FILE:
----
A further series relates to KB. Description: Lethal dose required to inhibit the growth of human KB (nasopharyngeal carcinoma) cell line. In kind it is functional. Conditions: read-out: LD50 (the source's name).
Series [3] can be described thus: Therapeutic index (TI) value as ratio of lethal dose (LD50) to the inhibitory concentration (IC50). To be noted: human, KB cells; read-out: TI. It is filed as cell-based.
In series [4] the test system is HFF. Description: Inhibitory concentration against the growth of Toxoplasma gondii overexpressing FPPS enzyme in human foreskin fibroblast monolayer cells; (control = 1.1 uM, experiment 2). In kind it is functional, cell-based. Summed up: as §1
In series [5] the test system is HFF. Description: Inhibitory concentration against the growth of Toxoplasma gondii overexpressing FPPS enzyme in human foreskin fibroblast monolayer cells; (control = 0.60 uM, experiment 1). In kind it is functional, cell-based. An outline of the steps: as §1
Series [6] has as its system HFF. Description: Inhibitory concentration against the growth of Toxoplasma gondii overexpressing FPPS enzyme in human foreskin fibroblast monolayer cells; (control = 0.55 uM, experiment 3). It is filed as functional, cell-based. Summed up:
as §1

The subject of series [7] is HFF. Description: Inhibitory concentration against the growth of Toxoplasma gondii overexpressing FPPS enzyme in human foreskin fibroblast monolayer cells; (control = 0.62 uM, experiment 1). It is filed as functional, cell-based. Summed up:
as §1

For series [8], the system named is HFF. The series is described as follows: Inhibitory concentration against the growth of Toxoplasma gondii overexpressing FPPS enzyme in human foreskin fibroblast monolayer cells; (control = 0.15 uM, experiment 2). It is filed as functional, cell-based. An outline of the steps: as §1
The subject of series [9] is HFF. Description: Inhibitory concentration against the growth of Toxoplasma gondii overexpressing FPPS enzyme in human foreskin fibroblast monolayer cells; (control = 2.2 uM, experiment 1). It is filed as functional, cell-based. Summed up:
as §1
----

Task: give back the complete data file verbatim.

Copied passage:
A further series relates to KB. Description: Lethal dose required to inhibit the growth of human KB (nasopharyngeal carcinoma) cell line. In kind it is functional. Conditions: read-out: LD50 (the source's name).
Series [3] can be described thus: Therapeutic index (TI) value as ratio of lethal dose (LD50) to the inhibitory concentration (IC50). To be noted: human, KB cells; read-out: TI. It is filed as cell-based.
In series [4] the test system is HFF. Description: Inhibitory concentration against the growth of Toxoplasma gondii overexpressing FPPS enzyme in human foreskin fibroblast monolayer cells; (control = 1.1 uM, experiment 2). In kind it is functional, cell-based. Summed up: as §1
In series [5] the test system is HFF. Description: Inhibitory concentration against the growth of Toxoplasma gondii overexpressing FPPS enzyme in human foreskin fibroblast monolayer cells; (control = 0.60 uM, experiment 1). In kind it is functional, cell-based. An outline of the steps: as §1
Series [6] has as its system HFF. Description: Inhibitory concentration against the growth of Toxoplasma gondii overexpressing FPPS enzyme in human foreskin fibroblast monolayer cells; (control = 0.55 uM, experiment 3). It is filed as functional, cell-based. Summed up:
as §1

The subject of series [7] is HFF. Description: Inhibitory concentration against the growth of Toxoplasma gondii overexpressing FPPS enzyme in human foreskin fibroblast monolayer cells; (control = 0.62 uM, experiment 1). It is filed as functional, cell-based. Summed up:
as §1

For series [8], the system named is HFF. The series is described as follows: Inhibitory concentration against the growth of Toxoplasma gondii overexpressing FPPS enzyme in human foreskin fibroblast monolayer cells; (control = 0.15 uM, experiment 2). It is filed as functional, cell-based. An outline of the steps: as §1
The subject of series [9] is HFF. Description: Inhibitory concentration against the growth of Toxoplasma gondii overexpressing FPPS enzyme in human foreskin fibroblast monolayer cells; (control = 2.2 uM, experiment 1). It is filed as functional, cell-based. Summed up:
as §1